Rheumatic fever in Indigenous Australian children
Version of Record online: 20 SEP 2010
© 2010 The Authors. Journal of Paediatrics and Child Health © 2010 Paediatrics and Child Health Division (Royal Australasian College of Physicians)
Journal of Paediatrics and Child Health
Special Issue: Special Indigenous Health Issue
Volume 46, Issue 9, pages 527–533, September 2010
How to Cite
Parnaby, M. G. and Carapetis, J. R. (2010), Rheumatic fever in Indigenous Australian children. Journal of Paediatrics and Child Health, 46: 527–533. doi: 10.1111/j.1440-1754.2010.01841.x
- Issue online: 20 SEP 2010
- Version of Record online: 20 SEP 2010
- Accepted for publication 20 May 2010.
- child health;
- acute rheumatic fever;
- rheumatic heart disease;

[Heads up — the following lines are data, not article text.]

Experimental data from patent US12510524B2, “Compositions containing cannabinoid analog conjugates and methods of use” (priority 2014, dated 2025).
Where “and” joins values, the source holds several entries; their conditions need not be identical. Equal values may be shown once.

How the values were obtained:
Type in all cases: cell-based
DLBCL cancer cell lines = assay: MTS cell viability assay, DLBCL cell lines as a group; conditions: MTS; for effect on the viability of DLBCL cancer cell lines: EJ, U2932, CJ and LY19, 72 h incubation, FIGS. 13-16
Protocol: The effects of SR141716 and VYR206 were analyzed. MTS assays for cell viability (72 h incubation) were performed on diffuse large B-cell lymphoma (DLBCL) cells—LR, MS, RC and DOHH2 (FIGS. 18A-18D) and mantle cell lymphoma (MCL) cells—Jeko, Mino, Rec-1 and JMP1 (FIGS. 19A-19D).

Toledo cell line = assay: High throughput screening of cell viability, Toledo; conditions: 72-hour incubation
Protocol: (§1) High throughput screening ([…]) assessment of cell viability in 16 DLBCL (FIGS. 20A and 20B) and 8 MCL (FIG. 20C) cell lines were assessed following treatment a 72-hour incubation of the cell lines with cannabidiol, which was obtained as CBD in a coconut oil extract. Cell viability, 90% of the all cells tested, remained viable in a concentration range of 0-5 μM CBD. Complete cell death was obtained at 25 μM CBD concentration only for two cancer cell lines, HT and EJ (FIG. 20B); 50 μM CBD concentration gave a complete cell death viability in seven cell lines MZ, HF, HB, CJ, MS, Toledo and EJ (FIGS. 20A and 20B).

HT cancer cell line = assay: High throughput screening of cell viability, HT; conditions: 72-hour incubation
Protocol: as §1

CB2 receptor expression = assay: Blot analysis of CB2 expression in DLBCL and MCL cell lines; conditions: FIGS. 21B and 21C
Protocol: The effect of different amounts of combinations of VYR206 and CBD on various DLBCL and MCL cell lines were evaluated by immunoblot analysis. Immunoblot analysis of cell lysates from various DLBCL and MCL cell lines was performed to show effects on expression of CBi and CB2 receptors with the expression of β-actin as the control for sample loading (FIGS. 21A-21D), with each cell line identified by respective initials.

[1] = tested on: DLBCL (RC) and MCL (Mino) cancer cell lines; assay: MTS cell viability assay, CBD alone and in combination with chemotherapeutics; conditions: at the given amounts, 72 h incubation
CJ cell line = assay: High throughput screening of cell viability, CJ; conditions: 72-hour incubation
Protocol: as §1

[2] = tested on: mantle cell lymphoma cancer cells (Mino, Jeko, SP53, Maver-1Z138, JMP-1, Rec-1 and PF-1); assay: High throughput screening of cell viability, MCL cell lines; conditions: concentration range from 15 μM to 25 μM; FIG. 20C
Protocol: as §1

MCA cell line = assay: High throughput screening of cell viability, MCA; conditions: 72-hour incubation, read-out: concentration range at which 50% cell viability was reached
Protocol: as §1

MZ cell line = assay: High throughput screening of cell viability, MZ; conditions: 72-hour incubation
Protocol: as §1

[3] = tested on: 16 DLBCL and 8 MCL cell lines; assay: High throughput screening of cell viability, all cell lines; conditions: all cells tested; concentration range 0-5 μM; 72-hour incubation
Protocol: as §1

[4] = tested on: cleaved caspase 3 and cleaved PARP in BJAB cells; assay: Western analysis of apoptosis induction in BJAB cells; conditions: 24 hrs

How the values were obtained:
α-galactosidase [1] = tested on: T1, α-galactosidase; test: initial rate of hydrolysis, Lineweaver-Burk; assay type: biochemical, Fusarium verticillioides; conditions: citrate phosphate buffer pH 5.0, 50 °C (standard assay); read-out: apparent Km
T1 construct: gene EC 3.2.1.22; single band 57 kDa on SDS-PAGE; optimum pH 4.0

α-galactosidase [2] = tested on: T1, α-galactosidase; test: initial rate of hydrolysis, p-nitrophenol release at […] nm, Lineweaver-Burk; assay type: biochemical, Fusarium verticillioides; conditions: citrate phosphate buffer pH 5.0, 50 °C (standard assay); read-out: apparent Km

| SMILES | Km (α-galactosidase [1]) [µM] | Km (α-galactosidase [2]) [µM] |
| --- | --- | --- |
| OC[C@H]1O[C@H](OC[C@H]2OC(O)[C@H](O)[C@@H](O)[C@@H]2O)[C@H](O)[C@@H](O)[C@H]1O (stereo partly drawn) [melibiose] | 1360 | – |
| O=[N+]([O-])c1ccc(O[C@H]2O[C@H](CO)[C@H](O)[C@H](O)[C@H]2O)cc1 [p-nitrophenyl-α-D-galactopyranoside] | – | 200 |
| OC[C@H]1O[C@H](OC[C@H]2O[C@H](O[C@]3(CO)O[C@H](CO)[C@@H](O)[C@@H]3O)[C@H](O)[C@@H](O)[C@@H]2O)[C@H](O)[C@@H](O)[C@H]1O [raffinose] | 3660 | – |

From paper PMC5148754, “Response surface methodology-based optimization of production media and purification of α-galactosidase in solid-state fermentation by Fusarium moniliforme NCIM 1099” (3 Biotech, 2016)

Rheumatic heart disease (RHD) caused by acute rheumatic fever (ARF) is a disease of poverty, poor hygiene and poor living standards. RHD remains one of the major causes of childhood cardiac disease in developing nations. Within developed nations, there has been a dramatic drop in the prevalence of RHD because of the improvement of living standards, access to health care and the widespread availability of penicillin-based drugs. Despite a dramatic reduction of RHD in Australia overall, it continues to be a major contributor to childhood and adult cardiac disease in Indigenous communities throughout northern and central Australia. Currently, Australia has among the highest recorded rates of ARF and RHD in the world. The most accurate epidemiological data in Australia come from the Northern Territory's RHD control programme. In the Northern Territory, 92% of people with RHD are Indigenous, of whom 85% live in remote communities and towns. The incidence of ARF is highest in 5–14-year-olds, ranging from 150 to 380 per 100 000. Prevalence rates of RHD since 2000 have steadily increased to almost 2% of the Indigenous population in the Northern Territory, 3.2% in those aged 35–44 years. Living in remote communities is a contributing factor to ARF/RHD as well as a major barrier for adequate follow-up and care. Impediments to ARF/RHD control include the paucity of specialist services, rapid turnover of health staff, lack of knowledge of ARF/RHD by health staff, patients and communities, and the high mobility of the Indigenous population. Fortunately, the recently announced National Rheumatic Fever Strategy, comprising recurrent funding to the Northern Territory, Queensland and Western Australia for control programmes, as well as the creation of a National Coordination Unit suggest that RHD control in Australia is now a tangible prospect. For the disease to be eradicated, Australia will have to address the underpinning determinants of poverty, social and living conditions.